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Monday, November 16, 2009


spam name

Rather than suing over the film itself, Jenzabar seized on a handful of pages on the Long Bow web site about the film that discussed Chai’s subsequent career as founder of Jenzabar and claimed that the use of the term “Jenzabar” in the keyword meta tags for some of those pages infringed Jenzabar’s trademark.

Matt Cutts

Oh, and noted search industry expert Danny Sullivan verified that the keywords meta tag did not affect Google's search results ranking as far back as 2007:

It's easy for anyone to test this on their own. On the root page of your domain, simply create a "keywords" meta tag with a long gibberish word. After the page is crawled and indexed (which you can verify by looking at the cached version of the page in Google's results), just search for that long gibberish word. You'll notice that Google won't return that page if you only have the gibberish word in the keywords meta tag.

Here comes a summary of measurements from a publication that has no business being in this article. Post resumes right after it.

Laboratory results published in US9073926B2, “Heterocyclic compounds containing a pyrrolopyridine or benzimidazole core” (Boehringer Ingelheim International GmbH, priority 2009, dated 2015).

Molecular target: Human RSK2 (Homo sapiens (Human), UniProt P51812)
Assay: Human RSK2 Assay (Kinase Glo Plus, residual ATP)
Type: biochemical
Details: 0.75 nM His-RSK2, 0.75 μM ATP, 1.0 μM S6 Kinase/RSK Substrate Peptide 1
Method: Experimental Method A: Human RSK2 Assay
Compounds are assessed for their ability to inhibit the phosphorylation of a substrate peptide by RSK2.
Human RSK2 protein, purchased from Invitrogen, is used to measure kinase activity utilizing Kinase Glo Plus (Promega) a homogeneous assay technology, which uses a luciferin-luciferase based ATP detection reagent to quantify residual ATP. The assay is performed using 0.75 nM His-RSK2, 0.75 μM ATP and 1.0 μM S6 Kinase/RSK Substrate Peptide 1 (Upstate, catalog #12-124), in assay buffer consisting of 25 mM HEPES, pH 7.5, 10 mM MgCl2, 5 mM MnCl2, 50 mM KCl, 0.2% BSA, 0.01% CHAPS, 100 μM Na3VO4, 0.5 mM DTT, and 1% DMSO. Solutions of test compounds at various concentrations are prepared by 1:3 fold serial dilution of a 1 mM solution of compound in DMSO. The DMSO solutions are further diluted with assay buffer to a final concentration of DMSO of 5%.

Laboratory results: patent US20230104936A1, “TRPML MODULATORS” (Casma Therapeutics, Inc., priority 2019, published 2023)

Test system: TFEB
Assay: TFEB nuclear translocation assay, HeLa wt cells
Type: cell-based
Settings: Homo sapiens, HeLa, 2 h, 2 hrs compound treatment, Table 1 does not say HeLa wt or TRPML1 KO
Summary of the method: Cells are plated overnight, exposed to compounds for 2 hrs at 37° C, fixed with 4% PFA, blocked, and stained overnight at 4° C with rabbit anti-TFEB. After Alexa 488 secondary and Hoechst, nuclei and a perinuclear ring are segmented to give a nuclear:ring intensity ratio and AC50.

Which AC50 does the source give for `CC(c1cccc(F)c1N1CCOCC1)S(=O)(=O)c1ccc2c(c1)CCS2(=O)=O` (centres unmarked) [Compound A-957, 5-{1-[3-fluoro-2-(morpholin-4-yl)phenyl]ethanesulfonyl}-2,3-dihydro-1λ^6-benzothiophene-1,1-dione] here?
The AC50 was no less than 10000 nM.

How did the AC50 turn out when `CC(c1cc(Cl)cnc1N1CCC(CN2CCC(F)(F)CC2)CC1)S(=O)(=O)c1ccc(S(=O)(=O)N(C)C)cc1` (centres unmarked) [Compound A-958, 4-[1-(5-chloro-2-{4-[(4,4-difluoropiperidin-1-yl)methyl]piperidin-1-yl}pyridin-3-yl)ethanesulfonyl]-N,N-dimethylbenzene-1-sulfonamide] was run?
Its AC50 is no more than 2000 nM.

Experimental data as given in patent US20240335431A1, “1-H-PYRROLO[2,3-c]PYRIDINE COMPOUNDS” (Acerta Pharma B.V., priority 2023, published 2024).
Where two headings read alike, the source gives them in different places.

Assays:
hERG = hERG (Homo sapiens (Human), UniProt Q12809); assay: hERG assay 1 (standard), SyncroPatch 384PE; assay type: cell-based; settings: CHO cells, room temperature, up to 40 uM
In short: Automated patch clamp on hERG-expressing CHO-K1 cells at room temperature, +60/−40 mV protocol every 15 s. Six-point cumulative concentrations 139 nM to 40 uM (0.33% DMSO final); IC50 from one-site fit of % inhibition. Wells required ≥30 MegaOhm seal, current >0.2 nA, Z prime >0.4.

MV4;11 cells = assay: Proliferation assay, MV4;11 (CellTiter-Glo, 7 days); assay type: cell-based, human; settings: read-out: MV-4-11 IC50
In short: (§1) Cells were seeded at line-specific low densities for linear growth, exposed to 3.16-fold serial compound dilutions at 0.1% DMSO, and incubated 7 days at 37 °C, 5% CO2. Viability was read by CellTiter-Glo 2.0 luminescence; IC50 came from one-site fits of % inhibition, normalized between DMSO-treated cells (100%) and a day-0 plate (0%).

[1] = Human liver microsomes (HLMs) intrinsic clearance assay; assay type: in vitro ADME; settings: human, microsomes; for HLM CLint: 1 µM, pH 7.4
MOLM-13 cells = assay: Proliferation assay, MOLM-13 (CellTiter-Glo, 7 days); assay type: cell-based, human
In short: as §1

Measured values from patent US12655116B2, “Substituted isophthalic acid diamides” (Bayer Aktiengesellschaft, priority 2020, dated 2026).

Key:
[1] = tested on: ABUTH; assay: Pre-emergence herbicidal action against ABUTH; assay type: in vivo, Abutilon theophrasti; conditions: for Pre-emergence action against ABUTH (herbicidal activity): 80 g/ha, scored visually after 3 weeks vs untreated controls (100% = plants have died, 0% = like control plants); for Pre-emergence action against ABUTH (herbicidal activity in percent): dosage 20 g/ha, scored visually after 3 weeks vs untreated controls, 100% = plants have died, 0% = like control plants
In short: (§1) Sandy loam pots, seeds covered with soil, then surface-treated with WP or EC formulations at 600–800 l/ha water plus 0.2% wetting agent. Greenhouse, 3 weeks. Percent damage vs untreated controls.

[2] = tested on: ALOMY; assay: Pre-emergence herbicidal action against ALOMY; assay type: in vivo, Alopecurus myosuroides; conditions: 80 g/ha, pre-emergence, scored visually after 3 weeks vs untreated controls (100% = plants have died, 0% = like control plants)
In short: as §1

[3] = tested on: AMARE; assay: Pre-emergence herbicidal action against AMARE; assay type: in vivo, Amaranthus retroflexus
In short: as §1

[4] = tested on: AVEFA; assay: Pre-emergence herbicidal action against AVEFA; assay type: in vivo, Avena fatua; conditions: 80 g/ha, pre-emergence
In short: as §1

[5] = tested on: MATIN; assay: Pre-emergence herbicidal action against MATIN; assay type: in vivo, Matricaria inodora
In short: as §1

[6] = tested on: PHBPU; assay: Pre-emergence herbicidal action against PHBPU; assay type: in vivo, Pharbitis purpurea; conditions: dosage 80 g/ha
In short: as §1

Matt Cutts

Google has stated on our official webmaster blog at that we do not use the "keywords" meta tag in our web search ranking. I know because I helped write that post. :)

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